We open with Fadarah, who is a kind of warrior mage, a half-breed, and a key person in the siege of the city. The Shel’ai control the nightmare that can tear down city walls, and if let off its leash, completely destroy a city. Then we meet Rowen Locke who is a down-on-his-luck wannabe knight. He failed his goal in achieving knighthood, and then fails to sense a trap on the highway and becomes the victim of a nasty mugging. Penniless, injured, and jaded concerning the bulk of the human race, his adventure begins.
Wow! Just, wow! This was a fun, entertaining, impressive work of fantasy fiction. If you enjoy your Tolkien-esque adventures, then this is definitely a book for you to check out. There was plenty of world-building (peoples from various ethnicities – fictional and real) along with characters of depth. The book had my attention from the beginning because Fadarah seems to genuinely regret what he must do, seems a little disgusted at the methods for conquering the city, and yet he goes forth and does it. Then Rowen. Ah, the poor man walked on stage with so many secrets! He was a tantalizing character to follow and watch some of those secrets come into the reader’s light.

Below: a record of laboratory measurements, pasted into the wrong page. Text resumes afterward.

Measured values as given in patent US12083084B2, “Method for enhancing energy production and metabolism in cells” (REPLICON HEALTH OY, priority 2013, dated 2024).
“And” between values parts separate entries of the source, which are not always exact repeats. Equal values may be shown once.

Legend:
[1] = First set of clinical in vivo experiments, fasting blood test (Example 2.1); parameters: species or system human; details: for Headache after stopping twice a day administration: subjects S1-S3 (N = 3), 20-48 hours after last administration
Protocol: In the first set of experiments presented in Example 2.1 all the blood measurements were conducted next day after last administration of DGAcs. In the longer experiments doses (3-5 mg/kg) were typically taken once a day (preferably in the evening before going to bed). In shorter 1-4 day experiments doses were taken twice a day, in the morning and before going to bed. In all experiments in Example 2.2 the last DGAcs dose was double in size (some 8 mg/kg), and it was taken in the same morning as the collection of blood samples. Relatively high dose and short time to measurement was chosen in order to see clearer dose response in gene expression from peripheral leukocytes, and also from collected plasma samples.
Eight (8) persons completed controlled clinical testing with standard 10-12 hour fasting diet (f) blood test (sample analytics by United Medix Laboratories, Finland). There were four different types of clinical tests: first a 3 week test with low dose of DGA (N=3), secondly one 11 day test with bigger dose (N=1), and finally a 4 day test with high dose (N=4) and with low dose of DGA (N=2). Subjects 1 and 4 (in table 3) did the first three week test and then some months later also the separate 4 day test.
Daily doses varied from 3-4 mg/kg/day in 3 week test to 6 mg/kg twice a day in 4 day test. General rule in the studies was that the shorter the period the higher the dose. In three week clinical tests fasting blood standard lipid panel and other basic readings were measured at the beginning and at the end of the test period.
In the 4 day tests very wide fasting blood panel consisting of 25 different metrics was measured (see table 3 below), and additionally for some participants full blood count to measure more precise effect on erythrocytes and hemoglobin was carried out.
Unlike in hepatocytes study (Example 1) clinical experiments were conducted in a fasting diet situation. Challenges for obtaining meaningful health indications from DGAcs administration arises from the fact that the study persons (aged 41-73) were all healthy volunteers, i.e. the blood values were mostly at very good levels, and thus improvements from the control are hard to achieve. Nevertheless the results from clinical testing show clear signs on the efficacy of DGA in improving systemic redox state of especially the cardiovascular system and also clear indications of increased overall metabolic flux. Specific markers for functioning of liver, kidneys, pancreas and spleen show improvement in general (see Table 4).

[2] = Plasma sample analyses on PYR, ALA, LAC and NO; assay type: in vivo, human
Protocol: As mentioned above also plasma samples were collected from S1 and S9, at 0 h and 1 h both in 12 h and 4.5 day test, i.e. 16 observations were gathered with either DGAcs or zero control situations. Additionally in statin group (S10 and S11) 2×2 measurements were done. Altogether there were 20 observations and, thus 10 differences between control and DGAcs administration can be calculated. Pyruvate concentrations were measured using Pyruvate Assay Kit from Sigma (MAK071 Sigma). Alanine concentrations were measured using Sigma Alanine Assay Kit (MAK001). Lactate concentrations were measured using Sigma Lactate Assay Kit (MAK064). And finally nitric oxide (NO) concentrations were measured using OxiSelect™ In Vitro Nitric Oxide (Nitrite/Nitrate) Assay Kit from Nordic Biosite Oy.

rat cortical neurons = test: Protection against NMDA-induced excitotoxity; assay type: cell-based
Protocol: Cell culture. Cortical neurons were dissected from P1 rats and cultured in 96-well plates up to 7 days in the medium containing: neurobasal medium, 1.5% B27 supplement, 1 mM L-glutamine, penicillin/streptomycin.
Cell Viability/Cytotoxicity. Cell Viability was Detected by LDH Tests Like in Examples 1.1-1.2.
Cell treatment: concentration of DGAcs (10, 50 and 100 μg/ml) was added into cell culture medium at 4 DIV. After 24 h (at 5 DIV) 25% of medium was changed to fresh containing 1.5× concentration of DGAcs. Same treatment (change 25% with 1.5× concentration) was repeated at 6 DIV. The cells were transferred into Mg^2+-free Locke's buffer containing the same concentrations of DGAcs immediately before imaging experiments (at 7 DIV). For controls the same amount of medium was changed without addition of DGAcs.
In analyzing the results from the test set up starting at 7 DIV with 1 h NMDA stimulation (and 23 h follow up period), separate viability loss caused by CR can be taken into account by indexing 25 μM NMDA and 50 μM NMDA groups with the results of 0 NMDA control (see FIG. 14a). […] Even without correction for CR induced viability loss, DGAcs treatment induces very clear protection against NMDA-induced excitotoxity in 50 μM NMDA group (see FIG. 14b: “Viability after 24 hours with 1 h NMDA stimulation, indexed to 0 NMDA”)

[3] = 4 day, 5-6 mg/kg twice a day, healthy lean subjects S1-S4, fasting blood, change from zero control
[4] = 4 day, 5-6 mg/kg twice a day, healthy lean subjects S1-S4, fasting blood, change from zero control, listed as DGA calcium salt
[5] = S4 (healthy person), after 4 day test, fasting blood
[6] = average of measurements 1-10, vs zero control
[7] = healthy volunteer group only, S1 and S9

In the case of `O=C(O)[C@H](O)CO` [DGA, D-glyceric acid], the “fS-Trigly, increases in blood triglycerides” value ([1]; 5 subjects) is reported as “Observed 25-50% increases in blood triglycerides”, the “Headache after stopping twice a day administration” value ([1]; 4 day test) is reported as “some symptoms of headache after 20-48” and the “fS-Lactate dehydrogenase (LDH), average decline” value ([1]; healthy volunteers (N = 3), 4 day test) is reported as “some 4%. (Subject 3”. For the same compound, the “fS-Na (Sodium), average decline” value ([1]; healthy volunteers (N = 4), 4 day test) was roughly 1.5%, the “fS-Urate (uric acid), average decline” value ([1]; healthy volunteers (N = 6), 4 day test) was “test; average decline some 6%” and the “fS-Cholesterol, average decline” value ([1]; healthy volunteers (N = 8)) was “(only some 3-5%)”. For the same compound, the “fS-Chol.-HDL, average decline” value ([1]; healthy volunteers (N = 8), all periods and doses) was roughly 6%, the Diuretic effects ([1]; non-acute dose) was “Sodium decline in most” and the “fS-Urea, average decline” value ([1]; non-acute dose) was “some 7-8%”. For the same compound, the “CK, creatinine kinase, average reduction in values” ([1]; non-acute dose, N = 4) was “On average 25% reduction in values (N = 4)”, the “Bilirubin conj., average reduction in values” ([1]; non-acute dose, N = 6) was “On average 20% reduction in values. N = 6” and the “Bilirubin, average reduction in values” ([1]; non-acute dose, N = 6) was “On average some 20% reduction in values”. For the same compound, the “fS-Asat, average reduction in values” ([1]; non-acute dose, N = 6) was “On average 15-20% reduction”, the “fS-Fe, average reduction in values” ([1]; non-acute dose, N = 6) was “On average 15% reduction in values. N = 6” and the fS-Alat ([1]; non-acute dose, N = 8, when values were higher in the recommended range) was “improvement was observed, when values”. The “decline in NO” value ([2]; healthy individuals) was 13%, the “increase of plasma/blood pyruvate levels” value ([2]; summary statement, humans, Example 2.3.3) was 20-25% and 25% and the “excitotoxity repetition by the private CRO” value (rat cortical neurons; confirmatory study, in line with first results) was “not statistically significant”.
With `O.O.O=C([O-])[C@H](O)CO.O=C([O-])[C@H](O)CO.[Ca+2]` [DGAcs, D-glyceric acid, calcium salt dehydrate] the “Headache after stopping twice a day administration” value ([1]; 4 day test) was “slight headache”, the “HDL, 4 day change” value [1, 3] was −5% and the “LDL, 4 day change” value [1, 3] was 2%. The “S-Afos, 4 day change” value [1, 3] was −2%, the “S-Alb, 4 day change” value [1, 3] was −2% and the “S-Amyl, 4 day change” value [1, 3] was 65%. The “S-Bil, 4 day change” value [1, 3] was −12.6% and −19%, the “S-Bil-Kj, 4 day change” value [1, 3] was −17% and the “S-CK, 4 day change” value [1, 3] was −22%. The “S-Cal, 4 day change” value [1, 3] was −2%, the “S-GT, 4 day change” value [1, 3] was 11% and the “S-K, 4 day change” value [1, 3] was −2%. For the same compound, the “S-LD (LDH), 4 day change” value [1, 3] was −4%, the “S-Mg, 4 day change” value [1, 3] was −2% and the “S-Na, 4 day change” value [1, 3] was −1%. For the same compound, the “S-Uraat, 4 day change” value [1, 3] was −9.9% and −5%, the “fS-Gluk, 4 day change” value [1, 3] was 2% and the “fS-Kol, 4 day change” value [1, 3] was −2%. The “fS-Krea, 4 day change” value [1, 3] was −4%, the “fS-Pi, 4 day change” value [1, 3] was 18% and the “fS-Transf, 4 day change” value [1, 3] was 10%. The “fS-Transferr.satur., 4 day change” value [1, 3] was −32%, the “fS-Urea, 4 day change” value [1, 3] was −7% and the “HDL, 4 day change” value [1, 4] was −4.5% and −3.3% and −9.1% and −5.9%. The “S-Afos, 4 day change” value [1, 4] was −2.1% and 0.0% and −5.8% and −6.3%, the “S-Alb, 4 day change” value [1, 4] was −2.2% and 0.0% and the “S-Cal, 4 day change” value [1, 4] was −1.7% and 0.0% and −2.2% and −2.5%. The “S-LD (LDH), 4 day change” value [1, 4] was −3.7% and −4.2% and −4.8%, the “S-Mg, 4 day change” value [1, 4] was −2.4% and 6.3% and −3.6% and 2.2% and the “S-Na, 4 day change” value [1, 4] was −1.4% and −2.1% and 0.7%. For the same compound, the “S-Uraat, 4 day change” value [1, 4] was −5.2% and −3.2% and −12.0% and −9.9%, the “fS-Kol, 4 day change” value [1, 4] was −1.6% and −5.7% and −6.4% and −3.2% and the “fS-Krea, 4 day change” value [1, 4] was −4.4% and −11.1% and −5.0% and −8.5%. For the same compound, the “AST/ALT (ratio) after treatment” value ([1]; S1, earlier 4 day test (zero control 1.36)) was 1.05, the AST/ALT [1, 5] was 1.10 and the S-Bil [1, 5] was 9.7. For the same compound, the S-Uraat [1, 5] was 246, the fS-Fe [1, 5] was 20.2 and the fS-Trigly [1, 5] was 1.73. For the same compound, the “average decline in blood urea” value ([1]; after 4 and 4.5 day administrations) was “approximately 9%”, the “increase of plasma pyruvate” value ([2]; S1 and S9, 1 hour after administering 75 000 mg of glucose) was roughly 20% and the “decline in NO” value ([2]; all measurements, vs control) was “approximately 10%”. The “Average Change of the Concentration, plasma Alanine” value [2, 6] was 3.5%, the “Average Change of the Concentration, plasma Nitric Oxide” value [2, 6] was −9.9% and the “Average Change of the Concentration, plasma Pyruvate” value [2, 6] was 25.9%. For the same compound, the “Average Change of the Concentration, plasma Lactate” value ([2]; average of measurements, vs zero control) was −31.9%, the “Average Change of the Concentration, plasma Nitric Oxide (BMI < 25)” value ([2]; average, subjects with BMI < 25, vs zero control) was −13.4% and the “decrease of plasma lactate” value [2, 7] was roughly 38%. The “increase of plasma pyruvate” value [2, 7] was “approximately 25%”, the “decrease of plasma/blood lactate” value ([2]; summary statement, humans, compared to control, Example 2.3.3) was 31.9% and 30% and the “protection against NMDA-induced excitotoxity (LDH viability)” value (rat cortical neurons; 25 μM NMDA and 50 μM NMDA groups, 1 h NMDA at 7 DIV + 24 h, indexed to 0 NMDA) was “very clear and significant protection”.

I quite enjoyed the mixing of elements from the legends of King Arthur and feudal Japan. The Knightly Order of the Lotus was a nice touch. And the action was quite engaging. There’s sell swords, brigands, warrior mage, etc. The average farmer seems to be in some sort of recession, which makes sense with war here and there. But sprinkled among the action are moments of introspection by the characters, so the reader doesn’t get battle fatigue.
While I would have liked to see a few more female characters, it seems I am always saying that. I can just pretend Rowen or Fadarah is a woman in disguise. ;) There were a few typos in my version, but it is an early ebook review copy; these typos were not enough to distract me from enjoying the overall book.